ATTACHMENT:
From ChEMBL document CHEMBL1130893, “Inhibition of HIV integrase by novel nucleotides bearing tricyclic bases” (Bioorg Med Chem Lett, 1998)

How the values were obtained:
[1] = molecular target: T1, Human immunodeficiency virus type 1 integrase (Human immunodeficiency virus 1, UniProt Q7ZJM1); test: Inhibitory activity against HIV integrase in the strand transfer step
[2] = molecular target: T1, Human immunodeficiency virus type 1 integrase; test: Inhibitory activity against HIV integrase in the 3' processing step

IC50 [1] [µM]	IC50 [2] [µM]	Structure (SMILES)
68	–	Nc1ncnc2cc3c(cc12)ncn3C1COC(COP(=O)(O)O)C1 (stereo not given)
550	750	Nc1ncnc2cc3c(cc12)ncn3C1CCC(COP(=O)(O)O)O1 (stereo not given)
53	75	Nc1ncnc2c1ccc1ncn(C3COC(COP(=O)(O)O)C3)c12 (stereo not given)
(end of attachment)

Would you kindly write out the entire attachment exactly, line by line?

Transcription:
From ChEMBL document CHEMBL1130893, “Inhibition of HIV integrase by novel nucleotides bearing tricyclic bases” (Bioorg Med Chem Lett, 1998)

How the values were obtained:
[1] = molecular target: T1, Human immunodeficiency virus type 1 integrase (Human immunodeficiency virus 1, UniProt Q7ZJM1); test: Inhibitory activity against HIV integrase in the strand transfer step
[2] = molecular target: T1, Human immunodeficiency virus type 1 integrase; test: Inhibitory activity against HIV integrase in the 3' processing step

IC50 [1] [µM]	IC50 [2] [µM]	Structure (SMILES)
68	–	Nc1ncnc2cc3c(cc12)ncn3C1COC(COP(=O)(O)O)C1 (stereo not given)
550	750	Nc1ncnc2cc3c(cc12)ncn3C1CCC(COP(=O)(O)O)O1 (stereo not given)
53	75	Nc1ncnc2c1ccc1ncn(C3COC(COP(=O)(O)O)C3)c12 (stereo not given)